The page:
WASHINGTON -- President Barack Obama sports a pink breast cancer awareness bracelet on his wrist as he campaigns across battleground states. He slams rival Mitt Romney as a throwback with 1950s views of women. And he’s airing an edgy new ad enticing women casting their first ballot to pick the right man, him.
The consistent emphasis on women comes as several polls have found Obama’s once commanding lead among women voters narrowing.
In the past few weeks, Obama’s lead dropped sharply in several surveys:
--from 18 percentage points to zero in a poll by the Associated Press.
--from 18 points to 6 in Pew Research Center polls.
--from 14 points to 4 in polls by Monmouth University;
--from 11 points to 6 in the Politico/George Washington University
The drop was not universal. He had a 15-point lead among women in a new ABC News/Washington Post daily tracking poll. He led by 8 points in a recent NBC News/Wall Street Journal poll and in a Gallup poll.
Obama’s campaign brushes off polls showing Obama and Romney tied among women. Campaign manager Jim Messina insisted Monday that Obama is “leading among women by double digits nationally and in every battleground state.”
Still, the campaign is fighting to shore up support among the critically important voting bloc.
Introducing Obama in New Hampshire on Saturday, Democratic Sen. Jeanne Shaheen characterized Romney as someone “women can’t trust,” mocking his debate line that he was given “binders full of women” when he sought to diversify his administration.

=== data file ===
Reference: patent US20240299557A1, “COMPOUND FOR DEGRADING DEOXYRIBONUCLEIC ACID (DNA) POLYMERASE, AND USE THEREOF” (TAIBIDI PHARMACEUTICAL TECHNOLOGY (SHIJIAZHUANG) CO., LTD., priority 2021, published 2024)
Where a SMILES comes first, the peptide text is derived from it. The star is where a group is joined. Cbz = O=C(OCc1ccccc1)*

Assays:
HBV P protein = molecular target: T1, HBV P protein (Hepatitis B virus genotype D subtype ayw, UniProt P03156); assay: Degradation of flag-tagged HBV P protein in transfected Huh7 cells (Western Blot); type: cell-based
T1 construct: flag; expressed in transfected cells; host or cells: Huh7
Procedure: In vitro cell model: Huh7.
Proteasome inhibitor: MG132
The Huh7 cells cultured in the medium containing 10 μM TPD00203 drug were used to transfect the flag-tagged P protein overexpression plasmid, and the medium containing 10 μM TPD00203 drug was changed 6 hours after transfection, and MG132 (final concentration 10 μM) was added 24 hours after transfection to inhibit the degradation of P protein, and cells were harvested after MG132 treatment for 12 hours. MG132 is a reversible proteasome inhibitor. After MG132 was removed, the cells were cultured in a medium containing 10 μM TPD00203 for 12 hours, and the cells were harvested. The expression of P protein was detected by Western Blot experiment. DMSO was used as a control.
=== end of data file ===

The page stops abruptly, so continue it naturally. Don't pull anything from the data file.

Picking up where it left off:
“We’ll keep our rights, we’ll keep our health care and we’ll keep our president,” Shaheen said.
Obama followed her by charging that a Romney administration would “turn back the clock 50 years for women.”
An edgy pro-Obama ad by Lena Dunham, star of the HBO show “Girls,” suggestively links voting for the first time to losing virginity. “The first time shouldn’t be with just anybody,” she says into the camera. “You want to do it with a great guy.”
Democratic pollster Celinda Lake, who helped conduct the Politico/George Washington University Battleground Poll, told Politico that “women are holding back because of the economy.”
Women may be “focusing more strongly on the economy than on women’s issues,” said Sherry Bebitch Jeffe, a political scientist at the University of Southern California. But she added that Obama also wounded himself – among women as well as men – with his lackluster performance at the first debate.
Analysts also blame a contraction in Obama support to Romney’s success at the first debate in casting off the portrayal of him as an unlikely leader.
“I think a lot of these polls were reflecting some real movement there, that Romney was in a pretty deep deficit, and he came out, overcame negative expectations and presented himself as more moderate than in the primaries,” said Michael Dimock, associate director for research of the Pew Research Center.
Yet Dimock says he expects Obama to finish with the same gender gap – more support among women than among men -- as his Democratic presidential predecessors.
“I don’t see anything in the polling that suggests it will be substantially larger or smaller than what we’ve seen historically,” Dimock said. “I don’t see that there’s anything unique to the gender gap this year.”